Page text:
US Secretary of State Antony Blinken Wednesday arrived in Bogotá for a 2-day official visit to Colombia, during which he was to discuss bilateral issues with local authorities.
Blinken was elcomed by Colombian President Iván Duque upon his arrival. Duque himself was just back from a trip to Brasilia and Sao Paulo, where he met with President Jair Bolsonaro and also with a number of prominent Brazilian businessmen.
Topping the agenda between Blinken and Duque is the fight against drug trafficking and the Venezuela migration crisis as well as the preservation of democracy in the region, the Final Peace Agreement with FARC guerrillas and also climate change, ahead of the Glasgow summit.
We have a relationship that is one of the deepest and oldest in the hemisphere that touches all facets of our lives, our economies, our security, said Blinken in a post-meeting statement.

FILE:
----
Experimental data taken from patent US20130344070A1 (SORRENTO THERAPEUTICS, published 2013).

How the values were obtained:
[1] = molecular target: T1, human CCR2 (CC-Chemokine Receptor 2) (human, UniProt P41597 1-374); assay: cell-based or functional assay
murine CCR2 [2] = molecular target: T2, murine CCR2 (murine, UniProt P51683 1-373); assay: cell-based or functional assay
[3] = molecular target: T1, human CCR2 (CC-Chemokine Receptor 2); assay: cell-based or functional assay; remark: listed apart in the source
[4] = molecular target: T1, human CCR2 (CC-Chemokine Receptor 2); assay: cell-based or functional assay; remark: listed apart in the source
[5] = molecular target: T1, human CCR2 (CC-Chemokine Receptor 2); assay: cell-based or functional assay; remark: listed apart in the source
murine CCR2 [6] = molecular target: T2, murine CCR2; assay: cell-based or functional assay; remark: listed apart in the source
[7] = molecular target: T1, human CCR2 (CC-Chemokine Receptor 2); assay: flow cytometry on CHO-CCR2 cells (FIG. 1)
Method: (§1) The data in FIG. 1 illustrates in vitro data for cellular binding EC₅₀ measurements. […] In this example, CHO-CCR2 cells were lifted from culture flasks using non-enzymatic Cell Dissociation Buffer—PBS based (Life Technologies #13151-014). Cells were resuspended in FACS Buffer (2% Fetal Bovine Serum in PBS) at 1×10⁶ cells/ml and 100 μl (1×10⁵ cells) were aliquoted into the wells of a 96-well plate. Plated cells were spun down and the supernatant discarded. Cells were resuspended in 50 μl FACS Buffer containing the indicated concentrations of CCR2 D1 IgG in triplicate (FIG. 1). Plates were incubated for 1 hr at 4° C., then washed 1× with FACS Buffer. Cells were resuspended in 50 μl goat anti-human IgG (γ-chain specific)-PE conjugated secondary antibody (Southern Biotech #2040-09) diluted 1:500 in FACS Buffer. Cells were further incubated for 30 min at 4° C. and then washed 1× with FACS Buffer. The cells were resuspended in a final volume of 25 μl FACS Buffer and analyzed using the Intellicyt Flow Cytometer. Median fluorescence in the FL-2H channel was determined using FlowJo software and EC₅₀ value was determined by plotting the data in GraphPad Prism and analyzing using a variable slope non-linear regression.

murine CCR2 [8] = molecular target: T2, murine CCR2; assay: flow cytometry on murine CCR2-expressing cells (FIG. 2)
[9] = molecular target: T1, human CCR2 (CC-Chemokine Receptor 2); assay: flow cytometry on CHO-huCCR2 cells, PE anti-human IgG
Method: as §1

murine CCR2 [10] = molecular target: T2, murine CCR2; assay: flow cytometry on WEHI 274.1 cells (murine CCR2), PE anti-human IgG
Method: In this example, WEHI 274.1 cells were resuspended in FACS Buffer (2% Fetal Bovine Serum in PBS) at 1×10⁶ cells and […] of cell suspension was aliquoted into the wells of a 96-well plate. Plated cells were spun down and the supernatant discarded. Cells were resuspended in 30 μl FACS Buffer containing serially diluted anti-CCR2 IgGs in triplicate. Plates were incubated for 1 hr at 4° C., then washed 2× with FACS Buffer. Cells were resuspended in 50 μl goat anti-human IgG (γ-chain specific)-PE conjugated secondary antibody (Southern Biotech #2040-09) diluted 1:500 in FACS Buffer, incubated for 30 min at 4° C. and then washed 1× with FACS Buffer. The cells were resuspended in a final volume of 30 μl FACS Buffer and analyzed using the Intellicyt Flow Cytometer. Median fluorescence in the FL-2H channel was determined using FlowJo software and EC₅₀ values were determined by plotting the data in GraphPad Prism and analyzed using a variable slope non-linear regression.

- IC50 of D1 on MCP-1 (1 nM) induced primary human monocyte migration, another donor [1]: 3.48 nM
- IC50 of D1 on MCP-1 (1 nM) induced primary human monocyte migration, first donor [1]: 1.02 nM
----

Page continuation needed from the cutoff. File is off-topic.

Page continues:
Blinken also pointed out that making democracy work throughout Latin America was a top priority for US President Joseph Biden.
The US official also praised Duque for his decree creating the Temporary Protection Statute for Venezuelan Migrants.
“Colombia is our partner to face our worst crisis, which is climate change. In a country where 75% come from deforestation and agriculture, we are working to find sustainable ways,” Blinken also pointed out.
Regarding human rights in Colombia, Blinken demanded there should be no impunity. Ending impunity is the best way to avoid abuses in the future, he said.
Meanwhile, Duque recalled that next year will mark 200 years of diplomatic relations between Colombia and the United States. Colombia was the first former Spanish colony to be recognized by the United States, and in the last 30 years we have been able to face many challenges and the country is in great progress due to the support of the United States, he said.
Duque also thanked Blinken for the donation of millions of doses of COVID-19 vaccines.